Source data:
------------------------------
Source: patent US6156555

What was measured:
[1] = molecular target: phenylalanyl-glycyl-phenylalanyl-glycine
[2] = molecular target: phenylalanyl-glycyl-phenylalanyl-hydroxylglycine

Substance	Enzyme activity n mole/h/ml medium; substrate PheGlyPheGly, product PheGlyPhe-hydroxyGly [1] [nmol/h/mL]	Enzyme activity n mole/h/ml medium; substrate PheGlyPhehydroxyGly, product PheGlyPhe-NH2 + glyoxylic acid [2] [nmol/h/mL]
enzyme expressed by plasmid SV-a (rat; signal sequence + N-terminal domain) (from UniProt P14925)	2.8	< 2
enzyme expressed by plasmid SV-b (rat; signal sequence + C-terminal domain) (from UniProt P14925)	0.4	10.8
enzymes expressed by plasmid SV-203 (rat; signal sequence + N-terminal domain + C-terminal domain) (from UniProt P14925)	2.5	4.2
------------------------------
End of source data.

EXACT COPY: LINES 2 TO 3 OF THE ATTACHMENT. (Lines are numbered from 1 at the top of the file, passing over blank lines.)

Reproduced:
What was measured:
[1] = molecular target: phenylalanyl-glycyl-phenylalanyl-glycine